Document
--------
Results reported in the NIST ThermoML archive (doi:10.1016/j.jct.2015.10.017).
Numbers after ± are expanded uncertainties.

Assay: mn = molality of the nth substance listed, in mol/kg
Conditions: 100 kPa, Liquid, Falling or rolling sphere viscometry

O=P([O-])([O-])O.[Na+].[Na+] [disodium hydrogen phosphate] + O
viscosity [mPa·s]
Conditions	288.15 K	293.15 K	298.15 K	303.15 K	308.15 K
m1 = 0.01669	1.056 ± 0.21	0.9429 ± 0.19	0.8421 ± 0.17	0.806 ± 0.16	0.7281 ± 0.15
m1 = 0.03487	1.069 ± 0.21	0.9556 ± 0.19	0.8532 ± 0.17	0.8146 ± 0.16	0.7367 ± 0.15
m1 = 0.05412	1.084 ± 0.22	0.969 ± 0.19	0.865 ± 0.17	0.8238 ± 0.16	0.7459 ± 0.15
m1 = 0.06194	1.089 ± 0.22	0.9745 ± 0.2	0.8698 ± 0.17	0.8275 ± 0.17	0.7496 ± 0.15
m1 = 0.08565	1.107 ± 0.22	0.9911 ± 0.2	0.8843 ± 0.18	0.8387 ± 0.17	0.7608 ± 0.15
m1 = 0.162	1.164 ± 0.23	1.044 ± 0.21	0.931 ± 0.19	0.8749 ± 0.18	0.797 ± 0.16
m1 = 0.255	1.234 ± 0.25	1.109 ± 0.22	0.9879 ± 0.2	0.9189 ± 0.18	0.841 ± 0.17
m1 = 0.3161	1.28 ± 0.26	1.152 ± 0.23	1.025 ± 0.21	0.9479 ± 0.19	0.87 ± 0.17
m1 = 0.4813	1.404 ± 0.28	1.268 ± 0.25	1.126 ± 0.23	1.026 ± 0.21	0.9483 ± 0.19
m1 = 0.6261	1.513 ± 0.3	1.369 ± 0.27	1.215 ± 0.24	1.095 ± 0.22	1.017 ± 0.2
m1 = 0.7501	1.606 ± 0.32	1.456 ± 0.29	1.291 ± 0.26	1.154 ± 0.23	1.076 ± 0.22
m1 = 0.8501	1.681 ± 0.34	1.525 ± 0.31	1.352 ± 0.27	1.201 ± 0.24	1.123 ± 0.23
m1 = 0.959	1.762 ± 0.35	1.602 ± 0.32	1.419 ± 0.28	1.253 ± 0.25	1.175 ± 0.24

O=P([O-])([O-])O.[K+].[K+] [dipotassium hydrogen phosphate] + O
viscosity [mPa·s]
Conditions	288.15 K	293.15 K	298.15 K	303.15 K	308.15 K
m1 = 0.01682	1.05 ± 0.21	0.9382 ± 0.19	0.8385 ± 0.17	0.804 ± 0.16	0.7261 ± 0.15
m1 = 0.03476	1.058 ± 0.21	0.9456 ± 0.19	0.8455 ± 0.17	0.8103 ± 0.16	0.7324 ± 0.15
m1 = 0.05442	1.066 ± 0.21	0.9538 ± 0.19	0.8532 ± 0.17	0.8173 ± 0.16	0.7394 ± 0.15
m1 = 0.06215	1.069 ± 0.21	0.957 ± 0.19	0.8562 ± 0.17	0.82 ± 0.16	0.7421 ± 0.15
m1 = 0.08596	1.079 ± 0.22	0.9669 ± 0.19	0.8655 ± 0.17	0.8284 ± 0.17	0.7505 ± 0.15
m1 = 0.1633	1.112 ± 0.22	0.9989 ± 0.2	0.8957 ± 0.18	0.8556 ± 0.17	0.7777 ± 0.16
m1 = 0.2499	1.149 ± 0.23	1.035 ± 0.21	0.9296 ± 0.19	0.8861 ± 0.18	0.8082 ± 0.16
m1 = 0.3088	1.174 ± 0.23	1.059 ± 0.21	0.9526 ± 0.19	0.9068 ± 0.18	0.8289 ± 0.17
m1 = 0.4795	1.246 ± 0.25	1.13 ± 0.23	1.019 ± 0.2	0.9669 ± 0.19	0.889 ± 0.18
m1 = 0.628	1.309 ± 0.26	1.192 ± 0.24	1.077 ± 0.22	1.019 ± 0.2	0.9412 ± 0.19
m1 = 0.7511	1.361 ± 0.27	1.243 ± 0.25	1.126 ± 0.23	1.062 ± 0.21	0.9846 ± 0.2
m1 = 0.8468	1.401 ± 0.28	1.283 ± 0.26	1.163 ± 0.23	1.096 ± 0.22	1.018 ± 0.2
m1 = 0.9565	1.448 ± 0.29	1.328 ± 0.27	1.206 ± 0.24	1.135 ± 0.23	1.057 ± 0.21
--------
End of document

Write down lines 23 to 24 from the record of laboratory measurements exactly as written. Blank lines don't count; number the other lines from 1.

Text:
Conditions	288.15 K	293.15 K	298.15 K	303.15 K	308.15 K
m1 = 0.01682	1.05 ± 0.21	0.9382 ± 0.19	0.8385 ± 0.17	0.804 ± 0.16	0.7261 ± 0.15